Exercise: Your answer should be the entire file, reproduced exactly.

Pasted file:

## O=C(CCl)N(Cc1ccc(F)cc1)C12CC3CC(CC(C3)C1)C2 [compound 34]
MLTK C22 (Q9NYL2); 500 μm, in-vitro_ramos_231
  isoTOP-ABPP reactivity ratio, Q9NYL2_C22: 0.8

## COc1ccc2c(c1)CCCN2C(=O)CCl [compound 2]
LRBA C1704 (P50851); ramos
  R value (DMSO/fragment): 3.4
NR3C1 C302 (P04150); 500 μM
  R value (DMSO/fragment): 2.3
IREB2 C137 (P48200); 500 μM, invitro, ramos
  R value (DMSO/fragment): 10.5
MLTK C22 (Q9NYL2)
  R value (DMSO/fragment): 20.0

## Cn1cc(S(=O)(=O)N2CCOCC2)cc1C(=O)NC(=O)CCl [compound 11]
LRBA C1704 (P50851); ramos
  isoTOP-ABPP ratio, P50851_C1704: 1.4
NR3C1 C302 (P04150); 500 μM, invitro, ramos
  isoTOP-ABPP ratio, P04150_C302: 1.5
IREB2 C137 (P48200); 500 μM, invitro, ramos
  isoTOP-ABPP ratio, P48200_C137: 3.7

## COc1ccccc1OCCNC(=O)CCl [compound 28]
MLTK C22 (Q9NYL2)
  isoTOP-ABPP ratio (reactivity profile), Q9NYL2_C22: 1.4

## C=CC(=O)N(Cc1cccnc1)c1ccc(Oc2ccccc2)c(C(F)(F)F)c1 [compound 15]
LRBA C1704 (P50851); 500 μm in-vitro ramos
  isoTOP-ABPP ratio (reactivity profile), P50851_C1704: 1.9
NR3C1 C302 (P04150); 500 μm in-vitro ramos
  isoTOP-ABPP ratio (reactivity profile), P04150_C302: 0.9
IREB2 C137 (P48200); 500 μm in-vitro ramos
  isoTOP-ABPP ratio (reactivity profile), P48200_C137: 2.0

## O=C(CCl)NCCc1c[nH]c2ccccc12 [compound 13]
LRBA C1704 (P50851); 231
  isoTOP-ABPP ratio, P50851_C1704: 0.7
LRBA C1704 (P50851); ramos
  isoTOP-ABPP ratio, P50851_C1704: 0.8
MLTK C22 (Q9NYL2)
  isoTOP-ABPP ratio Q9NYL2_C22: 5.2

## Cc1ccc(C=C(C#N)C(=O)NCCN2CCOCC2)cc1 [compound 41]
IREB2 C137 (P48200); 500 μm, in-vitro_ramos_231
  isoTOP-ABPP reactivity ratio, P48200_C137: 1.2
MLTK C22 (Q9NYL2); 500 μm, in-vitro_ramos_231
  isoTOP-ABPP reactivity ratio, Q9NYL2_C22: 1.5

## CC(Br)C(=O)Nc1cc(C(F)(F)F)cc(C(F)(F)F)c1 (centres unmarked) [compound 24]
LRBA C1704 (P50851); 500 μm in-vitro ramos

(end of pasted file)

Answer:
## O=C(CCl)N(Cc1ccc(F)cc1)C12CC3CC(CC(C3)C1)C2 [compound 34]
MLTK C22 (Q9NYL2); 500 μm, in-vitro_ramos_231
  isoTOP-ABPP reactivity ratio, Q9NYL2_C22: 0.8

## COc1ccc2c(c1)CCCN2C(=O)CCl [compound 2]
LRBA C1704 (P50851); ramos
  R value (DMSO/fragment): 3.4
NR3C1 C302 (P04150); 500 μM
  R value (DMSO/fragment): 2.3
IREB2 C137 (P48200); 500 μM, invitro, ramos
  R value (DMSO/fragment): 10.5
MLTK C22 (Q9NYL2)
  R value (DMSO/fragment): 20.0

## Cn1cc(S(=O)(=O)N2CCOCC2)cc1C(=O)NC(=O)CCl [compound 11]
LRBA C1704 (P50851); ramos
  isoTOP-ABPP ratio, P50851_C1704: 1.4
NR3C1 C302 (P04150); 500 μM, invitro, ramos
  isoTOP-ABPP ratio, P04150_C302: 1.5
IREB2 C137 (P48200); 500 μM, invitro, ramos
  isoTOP-ABPP ratio, P48200_C137: 3.7

## COc1ccccc1OCCNC(=O)CCl [compound 28]
MLTK C22 (Q9NYL2)
  isoTOP-ABPP ratio (reactivity profile), Q9NYL2_C22: 1.4

## C=CC(=O)N(Cc1cccnc1)c1ccc(Oc2ccccc2)c(C(F)(F)F)c1 [compound 15]
LRBA C1704 (P50851); 500 μm in-vitro ramos
  isoTOP-ABPP ratio (reactivity profile), P50851_C1704: 1.9
NR3C1 C302 (P04150); 500 μm in-vitro ramos
  isoTOP-ABPP ratio (reactivity profile), P04150_C302: 0.9
IREB2 C137 (P48200); 500 μm in-vitro ramos
  isoTOP-ABPP ratio (reactivity profile), P48200_C137: 2.0

## O=C(CCl)NCCc1c[nH]c2ccccc12 [compound 13]
LRBA C1704 (P50851); 231
  isoTOP-ABPP ratio, P50851_C1704: 0.7
LRBA C1704 (P50851); ramos
  isoTOP-ABPP ratio, P50851_C1704: 0.8
MLTK C22 (Q9NYL2)
  isoTOP-ABPP ratio Q9NYL2_C22: 5.2

## Cc1ccc(C=C(C#N)C(=O)NCCN2CCOCC2)cc1 [compound 41]
IREB2 C137 (P48200); 500 μm, in-vitro_ramos_231
  isoTOP-ABPP reactivity ratio, P48200_C137: 1.2
MLTK C22 (Q9NYL2); 500 μm, in-vitro_ramos_231
  isoTOP-ABPP reactivity ratio, Q9NYL2_C22: 1.5

## CC(Br)C(=O)Nc1cc(C(F)(F)F)cc(C(F)(F)F)c1 (centres unmarked) [compound 24]
LRBA C1704 (P50851); 500 μm in-vitro ramos